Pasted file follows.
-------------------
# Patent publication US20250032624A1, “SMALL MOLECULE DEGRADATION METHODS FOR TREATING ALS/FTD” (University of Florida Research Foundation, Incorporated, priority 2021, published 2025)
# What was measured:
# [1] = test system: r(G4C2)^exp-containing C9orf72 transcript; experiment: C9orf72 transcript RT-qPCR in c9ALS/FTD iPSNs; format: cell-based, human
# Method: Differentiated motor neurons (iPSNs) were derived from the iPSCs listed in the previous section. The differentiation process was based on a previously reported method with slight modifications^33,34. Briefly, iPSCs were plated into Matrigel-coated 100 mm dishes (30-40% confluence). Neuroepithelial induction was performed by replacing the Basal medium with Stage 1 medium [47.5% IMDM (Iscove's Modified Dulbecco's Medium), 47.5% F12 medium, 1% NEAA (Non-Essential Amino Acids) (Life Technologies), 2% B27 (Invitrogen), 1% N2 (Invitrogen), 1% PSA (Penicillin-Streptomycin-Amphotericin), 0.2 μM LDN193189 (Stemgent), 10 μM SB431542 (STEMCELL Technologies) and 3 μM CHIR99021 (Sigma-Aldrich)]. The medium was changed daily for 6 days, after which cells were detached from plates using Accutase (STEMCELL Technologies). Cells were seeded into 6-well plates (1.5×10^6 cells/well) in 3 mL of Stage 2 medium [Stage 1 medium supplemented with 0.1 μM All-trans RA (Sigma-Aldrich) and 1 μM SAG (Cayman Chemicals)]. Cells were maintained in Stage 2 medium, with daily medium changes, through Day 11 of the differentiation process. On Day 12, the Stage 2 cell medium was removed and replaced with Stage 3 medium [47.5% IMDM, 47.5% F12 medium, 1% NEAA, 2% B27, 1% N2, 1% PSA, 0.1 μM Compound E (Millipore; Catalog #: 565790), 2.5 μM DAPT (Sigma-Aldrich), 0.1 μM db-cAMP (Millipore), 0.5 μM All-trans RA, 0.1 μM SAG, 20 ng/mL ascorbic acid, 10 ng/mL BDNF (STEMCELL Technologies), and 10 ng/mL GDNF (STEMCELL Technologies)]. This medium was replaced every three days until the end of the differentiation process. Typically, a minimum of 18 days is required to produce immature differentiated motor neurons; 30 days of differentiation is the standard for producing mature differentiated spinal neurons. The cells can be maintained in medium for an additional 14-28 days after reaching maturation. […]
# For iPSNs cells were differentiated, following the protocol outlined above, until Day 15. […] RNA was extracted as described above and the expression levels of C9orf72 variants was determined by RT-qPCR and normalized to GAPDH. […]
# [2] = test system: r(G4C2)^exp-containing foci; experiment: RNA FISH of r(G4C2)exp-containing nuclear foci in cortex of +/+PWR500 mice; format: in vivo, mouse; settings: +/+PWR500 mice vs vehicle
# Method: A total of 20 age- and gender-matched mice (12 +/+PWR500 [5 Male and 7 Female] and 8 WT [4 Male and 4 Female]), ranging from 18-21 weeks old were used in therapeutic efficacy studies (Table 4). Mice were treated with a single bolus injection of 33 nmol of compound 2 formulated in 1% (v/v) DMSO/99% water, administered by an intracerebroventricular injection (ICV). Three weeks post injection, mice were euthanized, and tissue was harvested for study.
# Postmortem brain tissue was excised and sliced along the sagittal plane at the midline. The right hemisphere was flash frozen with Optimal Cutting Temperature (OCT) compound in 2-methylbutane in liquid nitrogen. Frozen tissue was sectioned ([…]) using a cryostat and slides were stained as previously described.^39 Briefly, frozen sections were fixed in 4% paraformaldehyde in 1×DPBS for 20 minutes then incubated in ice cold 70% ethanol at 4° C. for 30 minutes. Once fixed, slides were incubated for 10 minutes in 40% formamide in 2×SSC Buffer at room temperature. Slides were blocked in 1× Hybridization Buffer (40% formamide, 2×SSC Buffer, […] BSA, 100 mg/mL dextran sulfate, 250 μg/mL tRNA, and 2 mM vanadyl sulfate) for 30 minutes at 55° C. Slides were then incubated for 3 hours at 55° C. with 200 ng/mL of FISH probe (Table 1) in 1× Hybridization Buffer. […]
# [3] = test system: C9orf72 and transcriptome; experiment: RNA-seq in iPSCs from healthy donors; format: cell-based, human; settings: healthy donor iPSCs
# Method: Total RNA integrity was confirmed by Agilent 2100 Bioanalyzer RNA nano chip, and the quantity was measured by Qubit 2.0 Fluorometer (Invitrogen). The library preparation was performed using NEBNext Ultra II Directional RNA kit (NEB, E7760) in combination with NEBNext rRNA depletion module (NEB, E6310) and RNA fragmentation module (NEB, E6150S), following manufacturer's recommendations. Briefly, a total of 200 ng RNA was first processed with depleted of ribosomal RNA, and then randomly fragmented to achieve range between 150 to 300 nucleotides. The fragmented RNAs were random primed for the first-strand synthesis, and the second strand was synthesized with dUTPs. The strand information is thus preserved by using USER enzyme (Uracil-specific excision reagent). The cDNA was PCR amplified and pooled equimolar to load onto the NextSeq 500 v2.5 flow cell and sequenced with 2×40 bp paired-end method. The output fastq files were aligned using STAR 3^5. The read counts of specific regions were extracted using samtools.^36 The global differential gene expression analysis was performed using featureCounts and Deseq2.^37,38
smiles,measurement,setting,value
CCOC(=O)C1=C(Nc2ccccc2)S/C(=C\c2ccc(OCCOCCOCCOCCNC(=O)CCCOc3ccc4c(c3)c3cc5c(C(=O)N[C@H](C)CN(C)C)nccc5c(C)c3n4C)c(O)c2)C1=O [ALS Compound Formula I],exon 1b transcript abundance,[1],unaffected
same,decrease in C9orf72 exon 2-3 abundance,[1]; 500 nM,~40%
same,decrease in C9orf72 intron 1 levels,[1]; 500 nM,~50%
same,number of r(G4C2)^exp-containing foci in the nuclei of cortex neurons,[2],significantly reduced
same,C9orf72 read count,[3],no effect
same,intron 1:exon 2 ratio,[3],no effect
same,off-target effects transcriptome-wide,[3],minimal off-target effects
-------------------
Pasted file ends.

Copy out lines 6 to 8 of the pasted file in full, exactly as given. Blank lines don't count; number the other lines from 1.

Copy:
# [2] = test system: r(G4C2)^exp-containing foci; experiment: RNA FISH of r(G4C2)exp-containing nuclear foci in cortex of +/+PWR500 mice; format: in vivo, mouse; settings: +/+PWR500 mice vs vehicle
# Method: A total of 20 age- and gender-matched mice (12 +/+PWR500 [5 Male and 7 Female] and 8 WT [4 Male and 4 Female]), ranging from 18-21 weeks old were used in therapeutic efficacy studies (Table 4). Mice were treated with a single bolus injection of 33 nmol of compound 2 formulated in 1% (v/v) DMSO/99% water, administered by an intracerebroventricular injection (ICV). Three weeks post injection, mice were euthanized, and tissue was harvested for study.
# Postmortem brain tissue was excised and sliced along the sagittal plane at the midline. The right hemisphere was flash frozen with Optimal Cutting Temperature (OCT) compound in 2-methylbutane in liquid nitrogen. Frozen tissue was sectioned ([…]) using a cryostat and slides were stained as previously described.^39 Briefly, frozen sections were fixed in 4% paraformaldehyde in 1×DPBS for 20 minutes then incubated in ice cold 70% ethanol at 4° C. for 30 minutes. Once fixed, slides were incubated for 10 minutes in 40% formamide in 2×SSC Buffer at room temperature. Slides were blocked in 1× Hybridization Buffer (40% formamide, 2×SSC Buffer, […] BSA, 100 mg/mL dextran sulfate, 250 μg/mL tRNA, and 2 mM vanadyl sulfate) for 30 minutes at 55° C. Slides were then incubated for 3 hours at 55° C. with 200 ng/mL of FISH probe (Table 1) in 1× Hybridization Buffer. […]